Science Fair Project Encyclopedia
Steven Paul Jobs (born February 24, 1955) is the CEO of Apple Computer and a leading figure in the computer industry. As co-founder (with Steve Wozniak) of Apple in 1976, he helped popularize the concept of the home computer with the Apple II. Later, he was one of the first to see the commercial potential of the GUI and mouse developed at Xerox's Palo Alto Research Center, and saw that these technologies were incorporated into the Apple Macintosh. Jobs is also chairman and CEO of Pixar Animation Studios, a leading producer of computer-animated feature films.
Born to Joanne Simpson and an Egyptian Arab father (name unknown) in Green Bay, Wisconsin, Steven Paul was adopted soon after birth by Paul and Clara Jobs of Mountain View, Santa Clara County, California. His biological sister is the novelist Mona Simpson.
In the autumn of 1974, Jobs returned to California and began attending meetings of the "Homebrew Computer Club" with Wozniak. He and Wozniak both took jobs at Atari Inc., a popular manufacturer of computer games, as game designers. During this time, it was discovered that a slightly modified toy whistle included in every box of Cap'n Crunch cereal was able to reproduce the 2600 Hz supervision tone used by the AT&T long distance telephone system. Jobs and Wozniak went into business briefly in 1974 to build "blue boxes" based on the idea which allowed for free long distance calls.
In 1976, Jobs, then 21, and Wozniak, 26, founded Apple Computer Co. in the Jobs family garage. The first personal computer Jobs and Wozniak introduced was called the Apple I. It sold for $666.66, in reference to the phone number of Wozniak's Dial-A-Joke machine, which ended in -6666.
In 1977, Jobs and Wozniak introduced the Apple II, which became a huge success in the home market and made Apple an important player in the nascent personal computer industry. In 1980, Apple Computer became a publicly traded corporation, and with the successful IPO, Jobs' stature rose further. That same year, Apple Computer released the Apple III, but it met with less success.
As Apple continued to grow, the company began looking for corporate management talent to help manage its expansion. In 1983, Jobs lured John Sculley, an executive with Pepsi-Cola, to serve as Apple's CEO, challenging him, "Do you want to just sell sugared water for the rest of your life, or do you want to change the world?" That same year, Apple also released the technologically advanced but commercially unsuccessful Apple Lisa.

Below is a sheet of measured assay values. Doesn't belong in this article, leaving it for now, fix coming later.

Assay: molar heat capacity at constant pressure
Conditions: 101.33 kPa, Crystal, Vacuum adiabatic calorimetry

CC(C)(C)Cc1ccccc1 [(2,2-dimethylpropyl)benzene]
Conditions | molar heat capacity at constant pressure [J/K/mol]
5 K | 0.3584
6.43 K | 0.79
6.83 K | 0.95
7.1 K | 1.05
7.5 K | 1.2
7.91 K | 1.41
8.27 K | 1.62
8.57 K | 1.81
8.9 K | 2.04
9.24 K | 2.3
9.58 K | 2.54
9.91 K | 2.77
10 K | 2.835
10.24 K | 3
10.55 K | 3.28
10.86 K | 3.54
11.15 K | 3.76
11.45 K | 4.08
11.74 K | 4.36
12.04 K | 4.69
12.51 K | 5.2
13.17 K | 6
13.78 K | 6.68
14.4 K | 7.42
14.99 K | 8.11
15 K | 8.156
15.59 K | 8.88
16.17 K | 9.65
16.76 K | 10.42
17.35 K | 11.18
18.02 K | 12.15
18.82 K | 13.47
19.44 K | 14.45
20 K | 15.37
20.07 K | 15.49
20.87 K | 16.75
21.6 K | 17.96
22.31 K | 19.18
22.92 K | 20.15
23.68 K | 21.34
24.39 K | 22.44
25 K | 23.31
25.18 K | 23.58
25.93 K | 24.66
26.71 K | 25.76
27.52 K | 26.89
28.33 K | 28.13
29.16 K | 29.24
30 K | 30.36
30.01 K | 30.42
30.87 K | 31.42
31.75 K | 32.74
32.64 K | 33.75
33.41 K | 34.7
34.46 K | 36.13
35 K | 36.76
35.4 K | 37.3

1984 saw the introduction of the Macintosh, the first commercially successful computer with a graphical user interface. The development of the Mac was started by Jef Raskin and the team drew heavily on technology developed elsewhere, such as at Xerox's PARC, but had not yet been commercialized. The success of the Macintosh led Apple to abandon the Apple II in favor of the Mac product line, which continues to this day.
Departure from Apple
While Jobs was persuasive and charismatic evangelist for Apple, critics also claimed he was an erratic and tempestuous manager. In 1985, after an internal power struggle, Jobs was stripped of his duties by Sculley and ousted from Apple.
After leaving Apple, Jobs founded another computer company, NeXT Computer. Like Lisa, NeXT was technologically advanced, but it never became popular, except in the scientific research environment. (Tim Berners-Lee developed the original World Wide Web system at CERN on a NeXT workstation.) NeXT did, however, help the advancement of technologies such as object-oriented programming, PostScript, and magneto-optical devices.
Return to Apple
With the purchase of NeXT, much of the company's technology found its way into Apple products, notably NeXTSTEP, which evolved into Mac OS X. Under Jobs' guidance the company increased sales significantly with the introduction of the iMac. It was the first computer that was marketed primarily on its looks (though the iMac did utilize other state-of-the-art features). Since then, appealing designs and powerful branding have worked well for Apple.